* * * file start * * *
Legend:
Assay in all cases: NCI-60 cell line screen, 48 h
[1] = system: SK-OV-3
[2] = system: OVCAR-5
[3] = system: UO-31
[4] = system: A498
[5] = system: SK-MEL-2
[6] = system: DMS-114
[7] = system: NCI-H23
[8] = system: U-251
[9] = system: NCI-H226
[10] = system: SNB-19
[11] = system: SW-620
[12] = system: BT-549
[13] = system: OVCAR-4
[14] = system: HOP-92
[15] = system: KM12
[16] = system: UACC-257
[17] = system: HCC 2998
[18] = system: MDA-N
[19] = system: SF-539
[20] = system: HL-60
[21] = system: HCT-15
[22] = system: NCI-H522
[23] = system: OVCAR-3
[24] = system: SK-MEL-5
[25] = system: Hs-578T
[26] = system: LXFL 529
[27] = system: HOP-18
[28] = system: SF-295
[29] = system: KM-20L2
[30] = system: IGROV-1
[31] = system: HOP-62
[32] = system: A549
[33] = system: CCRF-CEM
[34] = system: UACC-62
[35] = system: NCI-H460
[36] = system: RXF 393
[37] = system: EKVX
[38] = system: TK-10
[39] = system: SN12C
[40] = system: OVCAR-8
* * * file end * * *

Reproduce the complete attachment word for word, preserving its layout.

Legend:
Assay in all cases: NCI-60 cell line screen, 48 h
[1] = system: SK-OV-3
[2] = system: OVCAR-5
[3] = system: UO-31
[4] = system: A498
[5] = system: SK-MEL-2
[6] = system: DMS-114
[7] = system: NCI-H23
[8] = system: U-251
[9] = system: NCI-H226
[10] = system: SNB-19
[11] = system: SW-620
[12] = system: BT-549
[13] = system: OVCAR-4
[14] = system: HOP-92
[15] = system: KM12
[16] = system: UACC-257
[17] = system: HCC 2998
[18] = system: MDA-N
[19] = system: SF-539
[20] = system: HL-60
[21] = system: HCT-15
[22] = system: NCI-H522
[23] = system: OVCAR-3
[24] = system: SK-MEL-5
[25] = system: Hs-578T
[26] = system: LXFL 529
[27] = system: HOP-18
[28] = system: SF-295
[29] = system: KM-20L2
[30] = system: IGROV-1
[31] = system: HOP-62
[32] = system: A549
[33] = system: CCRF-CEM
[34] = system: UACC-62
[35] = system: NCI-H460
[36] = system: RXF 393
[37] = system: EKVX
[38] = system: TK-10
[39] = system: SN12C
[40] = system: OVCAR-8